Tag Archives: St Paul

Archbishop Chaput to deliver lecture on Saint Paul

A conference on Saint Paul’s faith and his unique role in the diffusion of Christianity. A presentation by Father Peter Cameron, Editor-in-chief of Magnificat; and Archbishop Charles Chaput, Archbishop of Den­ver. Wednesday, May 6, 2009 at 7:00 pm. The event will be at The American Bible Society Auditorium in New York City.


For more info visit the website

Growing in the Faith through the witness of Saint Paul

St Paul detail.jpgThe Opus Dei has put together a fine video clip series on Saint Paul for this year dedicated to him. Various themes are covered by professors of the Pontifical University of the Holy Cross briefly; they’re aimed at forming us to have a greater understanding of the Saint. Some videos are in Spanish and others in Italian but they all have English subtitles; there’s at least one given by a native English speaker. As you know, the goal of the Year of Saint Paul is not merely to know the Apostle’s thinking better –scholars are providing new works on this every year– rather, as Pope Benedict has recalled on a number of occasions, the hope of the Year is to learn from Paul how to respond to the current challenges of the faith.

You can view the works here.

Without the Cross & the Resurrection we have atheism in Christianity

Crucifixion Weingarten Missal 13thc.jpgBut what Christ did on the Cross was in no way intended to spare us death but rather to revalue death completely. In place of the “going down into the pit” of the Old Testament, it became “being in paradise tomorrow”. Instead of fearing death as the final evil and begging God for a few more years of life, as the weeping king Hezekiah does, Paul would like most of all to die immediately in order “to be with the Lord” (Phil 1:23). Together with death, life is also revalued: “If we live, we live to the Lord; if we die, we die to the Lord” (Rom 14:8).

But the issue is not only life and death but our existence before God and our being judged by him. All of us were sinners before him and worthy of condemnation. But God “made the One who knew no sin to be sin, so that we might be justified through him in God’s eyes” (2 Cor 5:21).

Only God in his absolute freedom can take hold of our finite freedom from within in such a way as to give it a direction toward him, an exit to him, when it was closed in on itself. This happened in virtue of the “wonderful exchange” between Christ and us: he experiences instead of us what distance from God is, so that we may become beloved and loving children of God instead of being his “enemies” (Rom 5:10).

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St Paul has a daily impact on us today, Greek Orthodox, Archbishop Demetrios said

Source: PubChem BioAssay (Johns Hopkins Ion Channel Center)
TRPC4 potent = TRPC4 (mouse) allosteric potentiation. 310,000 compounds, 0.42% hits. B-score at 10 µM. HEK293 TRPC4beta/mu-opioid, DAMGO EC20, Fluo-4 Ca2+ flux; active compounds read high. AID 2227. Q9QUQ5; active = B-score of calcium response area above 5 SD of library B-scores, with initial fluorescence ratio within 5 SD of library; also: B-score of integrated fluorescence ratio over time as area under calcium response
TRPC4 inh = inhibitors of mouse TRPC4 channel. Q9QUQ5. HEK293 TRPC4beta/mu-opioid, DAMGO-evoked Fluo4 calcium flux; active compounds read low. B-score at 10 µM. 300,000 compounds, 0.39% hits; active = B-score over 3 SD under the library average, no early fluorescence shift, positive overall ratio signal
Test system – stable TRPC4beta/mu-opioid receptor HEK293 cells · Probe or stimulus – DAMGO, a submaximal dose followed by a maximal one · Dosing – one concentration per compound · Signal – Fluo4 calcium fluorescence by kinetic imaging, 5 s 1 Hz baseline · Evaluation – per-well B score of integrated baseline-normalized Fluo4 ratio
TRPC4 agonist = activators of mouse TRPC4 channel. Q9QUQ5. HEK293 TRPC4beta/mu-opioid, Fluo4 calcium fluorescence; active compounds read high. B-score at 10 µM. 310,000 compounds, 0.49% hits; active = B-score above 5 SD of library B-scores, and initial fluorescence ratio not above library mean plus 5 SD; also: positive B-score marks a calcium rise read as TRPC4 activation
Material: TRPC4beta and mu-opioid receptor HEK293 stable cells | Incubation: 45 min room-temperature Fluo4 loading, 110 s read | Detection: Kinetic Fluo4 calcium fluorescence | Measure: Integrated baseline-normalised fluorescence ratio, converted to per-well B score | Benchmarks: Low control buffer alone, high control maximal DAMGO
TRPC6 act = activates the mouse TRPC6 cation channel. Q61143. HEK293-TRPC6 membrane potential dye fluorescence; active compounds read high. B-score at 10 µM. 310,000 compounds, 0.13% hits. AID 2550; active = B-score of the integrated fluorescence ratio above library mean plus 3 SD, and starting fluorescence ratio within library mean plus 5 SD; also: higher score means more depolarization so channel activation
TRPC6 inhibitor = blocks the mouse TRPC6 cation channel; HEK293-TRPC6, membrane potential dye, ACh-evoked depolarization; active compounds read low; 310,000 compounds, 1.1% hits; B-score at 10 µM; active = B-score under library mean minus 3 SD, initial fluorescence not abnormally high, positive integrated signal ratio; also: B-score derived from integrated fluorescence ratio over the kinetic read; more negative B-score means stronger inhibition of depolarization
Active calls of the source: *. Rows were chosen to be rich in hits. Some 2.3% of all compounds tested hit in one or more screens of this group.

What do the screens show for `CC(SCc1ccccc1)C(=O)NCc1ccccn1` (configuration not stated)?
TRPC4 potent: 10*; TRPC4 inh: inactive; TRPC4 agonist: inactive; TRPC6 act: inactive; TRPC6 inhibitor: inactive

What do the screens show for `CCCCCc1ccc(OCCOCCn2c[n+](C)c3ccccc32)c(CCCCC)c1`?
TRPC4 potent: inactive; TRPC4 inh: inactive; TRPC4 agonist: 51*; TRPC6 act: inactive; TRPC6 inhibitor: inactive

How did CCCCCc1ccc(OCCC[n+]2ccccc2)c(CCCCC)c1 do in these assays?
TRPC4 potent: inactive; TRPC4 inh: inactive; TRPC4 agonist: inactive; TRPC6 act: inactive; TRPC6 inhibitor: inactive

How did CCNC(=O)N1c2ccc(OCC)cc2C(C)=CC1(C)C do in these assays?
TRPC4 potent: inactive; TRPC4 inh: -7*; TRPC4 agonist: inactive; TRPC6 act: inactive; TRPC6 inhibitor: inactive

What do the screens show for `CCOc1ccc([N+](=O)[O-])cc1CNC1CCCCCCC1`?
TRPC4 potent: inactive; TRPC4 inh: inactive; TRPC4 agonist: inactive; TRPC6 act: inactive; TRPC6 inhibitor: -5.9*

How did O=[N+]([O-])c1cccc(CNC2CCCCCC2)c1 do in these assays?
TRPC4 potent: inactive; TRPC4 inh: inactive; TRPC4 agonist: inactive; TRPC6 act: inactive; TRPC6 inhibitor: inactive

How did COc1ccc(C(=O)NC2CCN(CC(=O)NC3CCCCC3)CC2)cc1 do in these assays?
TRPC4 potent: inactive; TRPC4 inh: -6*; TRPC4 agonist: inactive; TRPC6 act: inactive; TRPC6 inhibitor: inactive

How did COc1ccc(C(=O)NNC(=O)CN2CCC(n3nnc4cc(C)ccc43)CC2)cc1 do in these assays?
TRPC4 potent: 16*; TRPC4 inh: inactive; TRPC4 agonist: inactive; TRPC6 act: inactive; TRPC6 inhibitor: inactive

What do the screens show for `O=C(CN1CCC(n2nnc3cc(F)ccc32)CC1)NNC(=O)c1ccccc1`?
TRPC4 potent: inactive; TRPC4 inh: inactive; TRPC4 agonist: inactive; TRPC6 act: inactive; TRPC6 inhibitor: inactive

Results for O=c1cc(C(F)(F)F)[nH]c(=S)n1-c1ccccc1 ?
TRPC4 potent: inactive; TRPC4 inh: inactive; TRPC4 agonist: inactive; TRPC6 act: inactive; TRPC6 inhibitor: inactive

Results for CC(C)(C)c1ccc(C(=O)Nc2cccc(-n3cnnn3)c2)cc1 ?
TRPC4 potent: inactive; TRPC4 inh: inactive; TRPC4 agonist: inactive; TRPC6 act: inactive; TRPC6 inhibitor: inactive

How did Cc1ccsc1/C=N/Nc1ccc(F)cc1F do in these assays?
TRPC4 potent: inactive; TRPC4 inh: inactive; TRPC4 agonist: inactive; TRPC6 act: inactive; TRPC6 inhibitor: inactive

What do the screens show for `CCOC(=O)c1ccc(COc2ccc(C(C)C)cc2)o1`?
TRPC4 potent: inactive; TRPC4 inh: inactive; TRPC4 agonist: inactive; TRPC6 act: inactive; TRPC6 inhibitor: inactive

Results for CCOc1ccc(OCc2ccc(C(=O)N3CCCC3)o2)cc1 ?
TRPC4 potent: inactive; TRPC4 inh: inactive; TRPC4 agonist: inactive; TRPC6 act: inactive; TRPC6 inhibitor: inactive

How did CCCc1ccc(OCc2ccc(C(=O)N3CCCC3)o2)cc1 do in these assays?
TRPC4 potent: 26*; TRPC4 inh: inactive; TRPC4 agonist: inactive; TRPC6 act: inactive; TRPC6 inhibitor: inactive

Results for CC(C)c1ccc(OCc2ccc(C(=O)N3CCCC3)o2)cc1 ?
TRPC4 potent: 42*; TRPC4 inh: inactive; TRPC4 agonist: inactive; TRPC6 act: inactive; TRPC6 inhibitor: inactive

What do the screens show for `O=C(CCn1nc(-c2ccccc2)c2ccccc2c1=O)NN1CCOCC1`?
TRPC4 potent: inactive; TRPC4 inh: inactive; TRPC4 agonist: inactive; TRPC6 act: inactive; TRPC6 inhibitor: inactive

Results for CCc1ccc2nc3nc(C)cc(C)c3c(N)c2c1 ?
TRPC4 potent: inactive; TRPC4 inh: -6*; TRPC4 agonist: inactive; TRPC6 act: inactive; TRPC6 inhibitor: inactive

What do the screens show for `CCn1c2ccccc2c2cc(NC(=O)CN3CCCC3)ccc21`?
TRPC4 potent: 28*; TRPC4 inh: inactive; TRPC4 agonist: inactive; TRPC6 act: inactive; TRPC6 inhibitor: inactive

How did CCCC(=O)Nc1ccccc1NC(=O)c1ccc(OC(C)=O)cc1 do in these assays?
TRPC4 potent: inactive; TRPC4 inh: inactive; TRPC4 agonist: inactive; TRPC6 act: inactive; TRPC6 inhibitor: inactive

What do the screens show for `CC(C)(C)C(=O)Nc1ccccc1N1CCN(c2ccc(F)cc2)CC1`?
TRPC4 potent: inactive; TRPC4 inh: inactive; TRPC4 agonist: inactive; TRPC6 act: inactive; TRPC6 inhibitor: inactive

Catholics and Orthodox Christians are celebrating a Pauline year from June 28, 2008, to June 29, 2009.


St Paul.jpgA prime characteristic of St. Paul‘s legacy, the archbishop said, was his “adherence to the absolute nature of the truth of the Gospel.” St. Paul saw the Gospel “not as an abstract, theoretical truth,” but a truth grounded in the person of Jesus, who died and is risen.


Christ crucified represents “the medicine of first resort for every spiritual weakness” and thus there can be “no possibility of compromise.” According to St. Paul, to be a pastor is to offer that Gospel with integrity.


St. Paul insisted on overcoming human distinctions among believers. “There is a school of thought” that divisions within a group must be accepted as part of the fallen human condition, but St. Paul rejected such thinking.


“What is the church” but the body of Christ, allowing for no divisions. St. Paul specifically denounced distinctions among Jews and Greeks and rich and poor because any such distinctions are to be subordinated to unity in Christ.


“We encounter the word ‘brother’ 34 times” in St. Paul‘s writings, driving home the point that in Christ “any other distinction is secondary.”


In addition, St. Paul emphasized “the plan of God for salvation for all people.”


St. Paul traveled “the farthest reaches of the Roman Empire” in his zeal to draw souls to Christ. Closely related is St. Paul‘s adherence to the pastoral care of souls, which the apostle freely expressed in his writings. St. Paul wrote to his disciples that he prayed for them and thanked God for them. “What an incredible difference it would make if every pastor” showed such zeal for his people.


While “self-styled apostles” took advantage of the people to whom they preached, “St. Paul took the opposite approach,” accepting nothing and refusing “to be a burden.” Rather, St. Paul demonstrated “pastoral passion,” comparing himself to a father or to a nurse caring for a child.


(Archbishop Demetrios, Sixth Annual Cardinal Anthony Bevilacqua Lecture (Nov. 23), Immaculate Conception Seminary, Rockville Centre Diocese, Pete Sheehan for CNS, Dec. 2, 2008, adapted)

In Charge of the Fire: a play about Saint Paul

In Charge of Fire.jpg

If you are in the greater New Haven, Connecticut area this coming weekend, “In Charge of the Fire” is well worth the effort to see. The writer, actors and director capture the essence of the life of Saint Paul and it reminds us of the salient points of this saint’s life and work for Christ. I think this a wonderful contribution to the celebrations happening in the Year of Saint Paul.

About the author

Paul A. Zalonski is from New Haven, CT. He is a member of the Fraternity of Communion and Liberation, a Catholic ecclesial movement, and an Oblate of Saint Benedict. Contact Paul at paulzalonski[at]yahoo.com.
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